How to get this drought-resistant efficient growing method working for you, a five step process.
A keyhole garden is a circular raised garden bed with a compost basket at the center and a keyhole-shaped path that allows access to the entire garden. The compost basket can be fed throughout the season and will continually break down and deliver nutrients to the bed for the duration, as will the chunky bits of organic matter you add to the layers of the bed as you build it.
Keyhole-style gardens are widely considered an efficient way to produce food because they eliminate the wasted space created by paths found in both traditional row gardening and raised bed gardens. They also create a healthy, rich soil that delivers maximum nutrients to your plants.
The efficiency of the keyhole garden is also supported by their natural resistance to drought, as moisture is delivered alongside nutrients as the organic matter layered into the bed breaks down. All of this also amounts to less time being needed to maintain the garden throughout the growing season.
Here are your basic considerations for building a keyhole garden, broken down to four fairly simple steps.
1.) Site: Once you have chosen an area large enough to house an 8 - 10 foot diameter circle that has sufficient sun exposure for the plants you intend on growing, you're ready to begin. Given the raised-bed nature of the keyhole garden, the area need not have good soil, or even any soil at all.
2.) Collect: Keyhole gardens and the compost baskets they house can be constructed with any number of available materials. I've seen the body of beds built from bricks, cinderblocks, landscaping stones, corrugated metal, even cedar logs. The inner compost basket can be constructed from a number of materials including wire or plastic mesh, thatched grass, twine and in many cases a combination of several materials.
3.) Construct: You can create your circle by staking the middle of the area and using a string the length of the circle radius to mark the outer edges for your build; or you can just eyeball it if you prefer. Either way, somehow create a visual circle on which to begin construction.
Construction of the garden will be a layered affair and should end up with a slight angle sloping out from the center, for drainage and nutrient delivery. Therefore, each layer adds to the mound in the center.
To begin, create the compost tower. Again, you can use any kind of mesh or fencing, you can even create a square with four stakes then weave a basket style wall with ropes and reeds. Whatever method you choose, my advice would be to keep it simple and use materials that you have easy access to. Once the center tower has been built, fill the bottom of it with fist-sized rocks for drainage.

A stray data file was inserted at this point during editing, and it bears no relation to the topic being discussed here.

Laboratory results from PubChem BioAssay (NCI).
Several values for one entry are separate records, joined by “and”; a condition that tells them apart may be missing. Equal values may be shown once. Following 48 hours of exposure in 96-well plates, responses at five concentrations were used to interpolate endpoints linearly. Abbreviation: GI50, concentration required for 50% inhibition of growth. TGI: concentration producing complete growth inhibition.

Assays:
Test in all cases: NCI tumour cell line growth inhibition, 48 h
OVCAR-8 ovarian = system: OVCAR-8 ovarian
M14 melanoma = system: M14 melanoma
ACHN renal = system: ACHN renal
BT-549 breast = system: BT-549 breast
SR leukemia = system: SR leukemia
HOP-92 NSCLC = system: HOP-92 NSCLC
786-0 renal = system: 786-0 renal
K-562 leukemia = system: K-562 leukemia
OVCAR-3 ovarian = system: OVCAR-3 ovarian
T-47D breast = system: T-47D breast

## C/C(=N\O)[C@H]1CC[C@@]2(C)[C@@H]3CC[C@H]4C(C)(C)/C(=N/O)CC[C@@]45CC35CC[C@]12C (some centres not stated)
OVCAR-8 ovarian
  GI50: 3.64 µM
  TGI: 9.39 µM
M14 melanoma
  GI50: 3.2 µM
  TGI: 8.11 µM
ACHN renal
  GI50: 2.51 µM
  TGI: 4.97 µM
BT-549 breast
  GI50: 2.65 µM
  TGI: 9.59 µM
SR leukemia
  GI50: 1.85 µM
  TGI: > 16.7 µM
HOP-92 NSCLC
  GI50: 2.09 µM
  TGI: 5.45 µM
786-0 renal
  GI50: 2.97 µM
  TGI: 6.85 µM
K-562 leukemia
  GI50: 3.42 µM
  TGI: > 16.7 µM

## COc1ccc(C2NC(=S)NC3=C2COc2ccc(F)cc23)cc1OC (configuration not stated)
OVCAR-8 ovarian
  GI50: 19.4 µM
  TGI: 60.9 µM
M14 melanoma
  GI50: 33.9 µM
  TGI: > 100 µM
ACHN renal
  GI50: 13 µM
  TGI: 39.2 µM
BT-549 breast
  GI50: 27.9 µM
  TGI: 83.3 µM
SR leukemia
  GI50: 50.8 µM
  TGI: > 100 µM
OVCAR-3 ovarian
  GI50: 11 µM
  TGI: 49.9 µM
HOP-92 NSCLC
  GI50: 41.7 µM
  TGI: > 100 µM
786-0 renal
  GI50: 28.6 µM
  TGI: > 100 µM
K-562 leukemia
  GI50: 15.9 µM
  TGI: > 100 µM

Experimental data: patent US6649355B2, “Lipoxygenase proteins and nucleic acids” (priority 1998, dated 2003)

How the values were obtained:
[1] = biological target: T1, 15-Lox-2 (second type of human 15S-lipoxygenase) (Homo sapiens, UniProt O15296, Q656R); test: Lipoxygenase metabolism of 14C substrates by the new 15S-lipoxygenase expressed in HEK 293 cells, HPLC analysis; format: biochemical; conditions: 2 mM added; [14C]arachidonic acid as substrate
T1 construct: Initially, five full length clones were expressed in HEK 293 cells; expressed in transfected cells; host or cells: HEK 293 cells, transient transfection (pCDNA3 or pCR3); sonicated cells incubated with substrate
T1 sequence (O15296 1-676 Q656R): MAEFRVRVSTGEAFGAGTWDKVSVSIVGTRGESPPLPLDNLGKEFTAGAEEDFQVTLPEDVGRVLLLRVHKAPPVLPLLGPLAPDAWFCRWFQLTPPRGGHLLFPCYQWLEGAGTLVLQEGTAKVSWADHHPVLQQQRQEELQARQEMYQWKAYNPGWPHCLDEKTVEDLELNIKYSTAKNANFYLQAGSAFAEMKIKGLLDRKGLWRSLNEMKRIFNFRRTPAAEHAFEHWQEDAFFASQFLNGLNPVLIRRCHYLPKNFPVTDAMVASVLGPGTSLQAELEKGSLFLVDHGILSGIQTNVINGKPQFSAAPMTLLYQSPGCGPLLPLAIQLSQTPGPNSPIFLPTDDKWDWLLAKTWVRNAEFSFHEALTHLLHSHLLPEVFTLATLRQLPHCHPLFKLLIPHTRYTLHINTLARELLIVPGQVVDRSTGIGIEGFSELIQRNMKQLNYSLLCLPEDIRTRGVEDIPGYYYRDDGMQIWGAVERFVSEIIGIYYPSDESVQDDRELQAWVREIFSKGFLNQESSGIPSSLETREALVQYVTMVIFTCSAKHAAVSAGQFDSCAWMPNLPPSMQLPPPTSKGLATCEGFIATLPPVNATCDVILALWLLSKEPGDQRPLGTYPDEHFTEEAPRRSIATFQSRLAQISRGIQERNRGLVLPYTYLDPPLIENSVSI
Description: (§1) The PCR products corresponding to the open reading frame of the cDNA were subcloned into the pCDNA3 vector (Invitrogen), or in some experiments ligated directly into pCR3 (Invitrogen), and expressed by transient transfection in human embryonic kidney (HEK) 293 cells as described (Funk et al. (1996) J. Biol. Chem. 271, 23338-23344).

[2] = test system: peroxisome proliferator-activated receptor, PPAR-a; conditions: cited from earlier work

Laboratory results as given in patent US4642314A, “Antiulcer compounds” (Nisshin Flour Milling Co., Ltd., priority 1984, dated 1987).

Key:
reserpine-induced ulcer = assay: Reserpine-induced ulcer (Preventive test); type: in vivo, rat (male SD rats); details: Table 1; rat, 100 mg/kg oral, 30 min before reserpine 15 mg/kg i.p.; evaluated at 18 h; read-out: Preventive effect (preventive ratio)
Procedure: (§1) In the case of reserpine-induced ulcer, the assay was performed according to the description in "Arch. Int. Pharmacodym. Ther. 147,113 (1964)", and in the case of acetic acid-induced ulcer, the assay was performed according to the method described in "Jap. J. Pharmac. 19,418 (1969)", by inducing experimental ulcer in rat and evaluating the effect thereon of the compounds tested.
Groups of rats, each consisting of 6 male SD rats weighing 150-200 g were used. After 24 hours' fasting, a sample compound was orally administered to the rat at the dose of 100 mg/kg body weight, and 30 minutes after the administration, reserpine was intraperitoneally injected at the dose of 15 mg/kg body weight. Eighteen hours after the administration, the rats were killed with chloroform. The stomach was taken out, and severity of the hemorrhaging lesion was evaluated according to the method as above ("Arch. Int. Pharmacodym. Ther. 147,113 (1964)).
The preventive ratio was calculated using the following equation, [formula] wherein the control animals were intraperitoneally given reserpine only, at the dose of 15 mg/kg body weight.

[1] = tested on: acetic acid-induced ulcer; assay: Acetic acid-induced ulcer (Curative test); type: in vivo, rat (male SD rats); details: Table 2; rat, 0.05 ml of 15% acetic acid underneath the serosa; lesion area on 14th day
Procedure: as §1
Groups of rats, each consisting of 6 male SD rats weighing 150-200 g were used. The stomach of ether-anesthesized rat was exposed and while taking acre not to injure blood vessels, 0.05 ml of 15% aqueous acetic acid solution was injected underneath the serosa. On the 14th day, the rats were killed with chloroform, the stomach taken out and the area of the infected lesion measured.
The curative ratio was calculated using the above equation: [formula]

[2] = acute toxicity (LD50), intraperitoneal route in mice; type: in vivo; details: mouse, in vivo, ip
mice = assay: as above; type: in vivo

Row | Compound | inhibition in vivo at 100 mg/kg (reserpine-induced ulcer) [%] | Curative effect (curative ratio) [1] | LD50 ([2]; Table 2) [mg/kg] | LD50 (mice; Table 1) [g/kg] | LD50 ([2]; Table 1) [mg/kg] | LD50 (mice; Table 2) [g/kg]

This will be the centre of your garden and the highest point from which your bed will slope, so create a generous mound. On top of that you can add medium-sized chunks of organic matter that will provide both nutrients and moisture as they break down. The rest of the compost tower can be filled with anything else you would put into your garden compost, but avoid adding cooked food waste, breads, pastas and oils.
Once the outer walls have been marked and the center compost basket is constructed, you can begin to fill the raised bed with the "lasagna" method. A layer of cardboard at the bottom will prevent any weeds or grass from growing through from the soil below. The second layer needs to provide drainage, this can be done by scattering fist-sized rocks or other materials such as broken terra cotta pots.
The next layer can include wood chunks, branches, twigs, ash for potassium, soil and grasses. The layer after that should feature lots of soil, and if you so choose, aged manure. Fresh manure should never be used as it will burn the plants. Each layer should slope slightly from the inner tower to the outer circle.
As the layers begin to grow, build the outer wall to contain them until you reach the desired height for your raised bed. Many keyhole gardens stand as much as 3 feet tall, which offers a nice break for your back during maintenance and harvest! No more bending means keyhole gardens are great for anyone with mobility considerations but still want to grow their own food.
4.) Plant! For obvious reasons, low-growing plants are most appropriate for this style of raised bed. How could we reach to harvest those beans or tomatoes if they were climbing up from their three foot perch? Other than common sense, there really isn't much to consider about choosing which plants to grow in your keyhole garden. All that is left is making sure that the plants you choose get the amount of sun they need. Done and done.
5.) Lifespan: After 4 or 5 years, you can assume that most of the organic matter you embedded in your garden has decomposed and delivered all it's going to deliver. At that point it's time to take it down and build it up again.
Have you ever built a keyhole garden? If you have any tips or experience you want to share, please do!